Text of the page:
In keeping with May being Arkansas Heritage Month, today’s Architeaser features a detail of the south portico on the Old State House. The Old State House Museum is the oldest standing state capitol building west of the Mississippi River.
Construction on the building began in 1833 and was declared complete in 1842. The building was commissioned by Territorial Governor John Pope, who selected Kentucky architect Gideon Shryock (who previously designed the Kentucky state capitol building) to create plans for the Arkansas capitol. Shryock chose the Greek Revival style, then a popular design for public buildings, for Arkansas’s new capitol. The original plans were grand and too expensive for the young territory’s finances. Consequently, the plans were changed by George Weigart, Shryock’s assistant, who oversaw construction at the Little Rock site.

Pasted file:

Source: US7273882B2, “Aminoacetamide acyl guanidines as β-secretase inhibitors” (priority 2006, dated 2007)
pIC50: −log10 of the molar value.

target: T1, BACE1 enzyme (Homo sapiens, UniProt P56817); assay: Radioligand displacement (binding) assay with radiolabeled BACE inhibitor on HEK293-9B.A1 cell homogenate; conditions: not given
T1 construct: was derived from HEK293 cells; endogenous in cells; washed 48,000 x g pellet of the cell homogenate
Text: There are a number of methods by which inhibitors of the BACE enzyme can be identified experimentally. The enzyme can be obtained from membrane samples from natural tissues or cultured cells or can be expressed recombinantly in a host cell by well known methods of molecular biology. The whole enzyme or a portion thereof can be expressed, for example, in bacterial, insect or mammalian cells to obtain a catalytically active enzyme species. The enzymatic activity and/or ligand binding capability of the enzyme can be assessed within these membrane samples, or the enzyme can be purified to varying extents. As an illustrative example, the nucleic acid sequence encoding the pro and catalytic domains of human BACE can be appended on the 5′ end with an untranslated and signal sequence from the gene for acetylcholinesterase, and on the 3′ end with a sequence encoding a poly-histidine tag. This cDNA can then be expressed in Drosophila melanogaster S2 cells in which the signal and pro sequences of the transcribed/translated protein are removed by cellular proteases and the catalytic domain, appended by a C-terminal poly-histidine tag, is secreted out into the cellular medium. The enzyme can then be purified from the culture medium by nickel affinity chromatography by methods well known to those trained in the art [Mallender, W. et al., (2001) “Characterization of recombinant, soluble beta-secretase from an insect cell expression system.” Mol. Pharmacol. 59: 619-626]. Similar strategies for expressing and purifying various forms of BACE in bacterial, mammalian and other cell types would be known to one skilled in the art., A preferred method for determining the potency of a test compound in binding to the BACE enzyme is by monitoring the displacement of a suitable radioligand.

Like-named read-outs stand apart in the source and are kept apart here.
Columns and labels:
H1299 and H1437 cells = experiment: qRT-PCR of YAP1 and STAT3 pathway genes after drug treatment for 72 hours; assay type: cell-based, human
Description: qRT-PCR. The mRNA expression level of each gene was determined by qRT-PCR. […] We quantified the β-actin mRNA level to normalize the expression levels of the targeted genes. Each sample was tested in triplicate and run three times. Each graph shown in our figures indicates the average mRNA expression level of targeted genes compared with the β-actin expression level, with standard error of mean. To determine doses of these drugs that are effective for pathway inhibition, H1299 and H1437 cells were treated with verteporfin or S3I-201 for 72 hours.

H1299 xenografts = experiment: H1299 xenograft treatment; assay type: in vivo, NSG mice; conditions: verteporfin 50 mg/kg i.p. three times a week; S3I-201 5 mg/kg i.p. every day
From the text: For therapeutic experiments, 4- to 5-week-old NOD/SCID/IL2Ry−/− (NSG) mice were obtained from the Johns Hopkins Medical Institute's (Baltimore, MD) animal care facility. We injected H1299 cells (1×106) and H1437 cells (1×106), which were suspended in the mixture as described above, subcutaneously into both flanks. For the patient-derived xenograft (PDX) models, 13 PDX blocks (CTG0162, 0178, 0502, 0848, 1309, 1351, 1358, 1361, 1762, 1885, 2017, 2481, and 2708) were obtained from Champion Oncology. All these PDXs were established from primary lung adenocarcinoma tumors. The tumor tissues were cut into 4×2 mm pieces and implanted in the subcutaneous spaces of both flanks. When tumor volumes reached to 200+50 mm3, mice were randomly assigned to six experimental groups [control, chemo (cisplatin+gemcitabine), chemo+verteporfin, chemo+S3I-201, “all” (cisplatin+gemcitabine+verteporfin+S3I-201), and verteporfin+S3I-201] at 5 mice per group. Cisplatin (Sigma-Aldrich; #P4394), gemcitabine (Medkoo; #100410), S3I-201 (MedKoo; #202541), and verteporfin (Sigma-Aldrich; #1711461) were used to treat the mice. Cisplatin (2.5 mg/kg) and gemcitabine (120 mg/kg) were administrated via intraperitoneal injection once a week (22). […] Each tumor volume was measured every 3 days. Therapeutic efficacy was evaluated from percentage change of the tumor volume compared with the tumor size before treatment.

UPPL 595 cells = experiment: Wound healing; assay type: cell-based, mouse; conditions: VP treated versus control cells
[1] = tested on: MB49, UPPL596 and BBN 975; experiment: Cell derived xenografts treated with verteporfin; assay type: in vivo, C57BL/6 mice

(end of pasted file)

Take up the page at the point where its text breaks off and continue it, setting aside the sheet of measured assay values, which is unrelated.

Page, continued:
In 1885, the building was renovated and expanded. The south facade and portico were rebuilt. It is this rebuilt portico which is featured on today’s Architeaser. Former Little Rock Mayor John Wassell was responsible for overseeing much of the renovation and built the winding wooden staircases now find inside the building.